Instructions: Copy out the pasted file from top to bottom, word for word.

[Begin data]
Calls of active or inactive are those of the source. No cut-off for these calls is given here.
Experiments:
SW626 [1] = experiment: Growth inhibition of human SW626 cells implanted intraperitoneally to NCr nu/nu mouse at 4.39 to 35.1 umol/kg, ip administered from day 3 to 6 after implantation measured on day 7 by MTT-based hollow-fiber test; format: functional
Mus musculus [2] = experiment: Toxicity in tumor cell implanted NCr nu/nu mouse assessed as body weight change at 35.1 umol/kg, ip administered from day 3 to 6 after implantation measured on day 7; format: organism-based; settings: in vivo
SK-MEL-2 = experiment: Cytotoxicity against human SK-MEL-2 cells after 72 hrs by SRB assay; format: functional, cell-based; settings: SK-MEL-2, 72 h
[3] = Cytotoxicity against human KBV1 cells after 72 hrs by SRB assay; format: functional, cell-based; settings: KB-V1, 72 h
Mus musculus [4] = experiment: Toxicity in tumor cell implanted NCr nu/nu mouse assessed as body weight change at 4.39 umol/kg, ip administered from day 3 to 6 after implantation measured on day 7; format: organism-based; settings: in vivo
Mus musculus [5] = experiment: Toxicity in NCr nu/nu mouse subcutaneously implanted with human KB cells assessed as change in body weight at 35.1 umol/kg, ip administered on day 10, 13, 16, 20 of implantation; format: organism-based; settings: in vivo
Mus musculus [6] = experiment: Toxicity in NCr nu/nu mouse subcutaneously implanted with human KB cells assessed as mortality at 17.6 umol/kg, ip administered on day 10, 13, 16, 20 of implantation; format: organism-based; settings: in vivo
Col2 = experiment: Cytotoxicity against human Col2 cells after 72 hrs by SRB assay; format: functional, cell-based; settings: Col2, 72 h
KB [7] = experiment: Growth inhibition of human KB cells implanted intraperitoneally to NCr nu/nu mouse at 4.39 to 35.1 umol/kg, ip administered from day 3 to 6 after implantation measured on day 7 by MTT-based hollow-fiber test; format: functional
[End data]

Calls of active or inactive are those of the source. No cut-off for these calls is given here.
Experiments:
SW626 [1] = experiment: Growth inhibition of human SW626 cells implanted intraperitoneally to NCr nu/nu mouse at 4.39 to 35.1 umol/kg, ip administered from day 3 to 6 after implantation measured on day 7 by MTT-based hollow-fiber test; format: functional
Mus musculus [2] = experiment: Toxicity in tumor cell implanted NCr nu/nu mouse assessed as body weight change at 35.1 umol/kg, ip administered from day 3 to 6 after implantation measured on day 7; format: organism-based; settings: in vivo
SK-MEL-2 = experiment: Cytotoxicity against human SK-MEL-2 cells after 72 hrs by SRB assay; format: functional, cell-based; settings: SK-MEL-2, 72 h
[3] = Cytotoxicity against human KBV1 cells after 72 hrs by SRB assay; format: functional, cell-based; settings: KB-V1, 72 h
Mus musculus [4] = experiment: Toxicity in tumor cell implanted NCr nu/nu mouse assessed as body weight change at 4.39 umol/kg, ip administered from day 3 to 6 after implantation measured on day 7; format: organism-based; settings: in vivo
Mus musculus [5] = experiment: Toxicity in NCr nu/nu mouse subcutaneously implanted with human KB cells assessed as change in body weight at 35.1 umol/kg, ip administered on day 10, 13, 16, 20 of implantation; format: organism-based; settings: in vivo
Mus musculus [6] = experiment: Toxicity in NCr nu/nu mouse subcutaneously implanted with human KB cells assessed as mortality at 17.6 umol/kg, ip administered on day 10, 13, 16, 20 of implantation; format: organism-based; settings: in vivo
Col2 = experiment: Cytotoxicity against human Col2 cells after 72 hrs by SRB assay; format: functional, cell-based; settings: Col2, 72 h
KB [7] = experiment: Growth inhibition of human KB cells implanted intraperitoneally to NCr nu/nu mouse at 4.39 to 35.1 umol/kg, ip administered from day 3 to 6 after implantation measured on day 7 by MTT-based hollow-fiber test; format: functional